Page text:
Exploring distance time graphs
Exploring distance time graphs

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Exploring distance time graphs

1.8.8 Reading distance-time graphs: summing up

You should now be able to interpret distance-time graphs, and be able to use them to find information about the average speed, the distance travelled and the time taken for different sections of a journey. Given any two of these quantities you should be able to identify and use the appropriate formula to find the third.

An important feature of a straight-line graph is its gradient. The gradient, or slope, of a graph expresses a relationship between a change measured along the horizontal axis and the corresponding change measured along the vertical axis. The steepness of the slope indicates how fast the variable represented on the vertical axis is changing with respect to the variable on the horizontal axis. So a steep slope represents a rapid rate of change of one variable with respect to the other, and a more gentle slope represents a lower rate of change. On a distance-time graph, the gradient is the rate at which distance is changing with respect to time. In other words, the rate of change of distance with time is a measure of speed.

Activity 19: Impossible journey?

Figure 48 shows three distance-time graphs. For each graph, explain using brief notes, whether or not it represents a possible journey.

Figure 48
Figure 48 What stories do these distance-time graphs tell?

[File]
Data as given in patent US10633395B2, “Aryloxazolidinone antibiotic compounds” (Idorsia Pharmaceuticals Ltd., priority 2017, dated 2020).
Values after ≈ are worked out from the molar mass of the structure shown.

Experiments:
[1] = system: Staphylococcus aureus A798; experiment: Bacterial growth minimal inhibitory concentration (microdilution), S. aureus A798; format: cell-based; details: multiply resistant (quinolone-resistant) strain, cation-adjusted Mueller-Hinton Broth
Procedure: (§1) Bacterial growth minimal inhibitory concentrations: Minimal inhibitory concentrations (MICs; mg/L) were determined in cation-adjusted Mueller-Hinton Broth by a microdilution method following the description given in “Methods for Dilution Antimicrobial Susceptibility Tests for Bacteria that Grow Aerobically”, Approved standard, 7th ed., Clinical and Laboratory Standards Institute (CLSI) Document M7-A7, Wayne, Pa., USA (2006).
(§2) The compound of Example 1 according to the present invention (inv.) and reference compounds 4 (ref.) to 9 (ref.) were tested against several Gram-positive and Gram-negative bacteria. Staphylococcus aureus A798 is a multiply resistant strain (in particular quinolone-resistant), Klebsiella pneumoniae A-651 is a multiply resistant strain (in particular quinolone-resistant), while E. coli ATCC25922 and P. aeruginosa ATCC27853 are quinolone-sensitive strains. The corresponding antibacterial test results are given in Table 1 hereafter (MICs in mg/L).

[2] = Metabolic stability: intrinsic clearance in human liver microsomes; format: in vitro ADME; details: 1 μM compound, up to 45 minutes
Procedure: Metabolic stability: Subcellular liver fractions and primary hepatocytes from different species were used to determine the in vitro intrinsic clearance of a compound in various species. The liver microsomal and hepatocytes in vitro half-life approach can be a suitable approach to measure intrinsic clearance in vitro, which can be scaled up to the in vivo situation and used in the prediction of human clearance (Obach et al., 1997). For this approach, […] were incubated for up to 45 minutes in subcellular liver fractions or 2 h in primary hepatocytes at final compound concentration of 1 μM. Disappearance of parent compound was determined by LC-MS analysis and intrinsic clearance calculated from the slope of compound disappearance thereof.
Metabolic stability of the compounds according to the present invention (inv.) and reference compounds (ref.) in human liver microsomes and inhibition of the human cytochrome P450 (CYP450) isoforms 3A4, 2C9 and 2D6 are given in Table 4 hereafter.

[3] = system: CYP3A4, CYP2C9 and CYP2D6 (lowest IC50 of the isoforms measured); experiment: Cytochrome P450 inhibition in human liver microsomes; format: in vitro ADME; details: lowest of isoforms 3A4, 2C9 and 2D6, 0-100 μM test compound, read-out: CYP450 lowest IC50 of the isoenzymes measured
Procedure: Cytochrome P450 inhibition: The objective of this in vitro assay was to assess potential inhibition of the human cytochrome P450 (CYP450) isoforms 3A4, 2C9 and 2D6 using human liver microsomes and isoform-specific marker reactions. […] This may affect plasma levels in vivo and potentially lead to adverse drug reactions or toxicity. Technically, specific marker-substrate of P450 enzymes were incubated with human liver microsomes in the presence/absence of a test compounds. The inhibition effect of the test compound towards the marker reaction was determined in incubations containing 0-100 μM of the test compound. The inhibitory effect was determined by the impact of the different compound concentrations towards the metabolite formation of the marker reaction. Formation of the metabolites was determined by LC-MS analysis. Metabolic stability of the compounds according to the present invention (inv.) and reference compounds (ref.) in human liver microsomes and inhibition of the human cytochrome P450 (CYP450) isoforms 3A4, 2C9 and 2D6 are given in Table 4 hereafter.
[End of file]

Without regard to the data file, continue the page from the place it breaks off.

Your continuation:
Discussion

Figure 48a suggests a period of no movement, followed by an instantaneous change in distance, followed again by no movement. This distance-time profile (the general shape is sometimes called a ‘step change’) is impossible. All movements take some time to complete, you cannot travel a distance in no time at all.

In Figure 48b, the journey starts at a steady speed. This is followed by a brief period during which the speed is zero, and hence the slope of the line is zero. The next section suggests that a further distance is travelled, but time appears to be reversed, so that the traveller arrives back at the same time they started, but at a different place. Fine for time travellers, but impossible in practice.

Figure 48c shows a perfectly reasonable distance–time graph. The journey starts at a constant speed and distance increases with time. The direction of travel then changes, and the traveller begins to return towards the starting point at a steady speed. Direction changes again and the graph indicates a steady speed away from the starting point during the final section.

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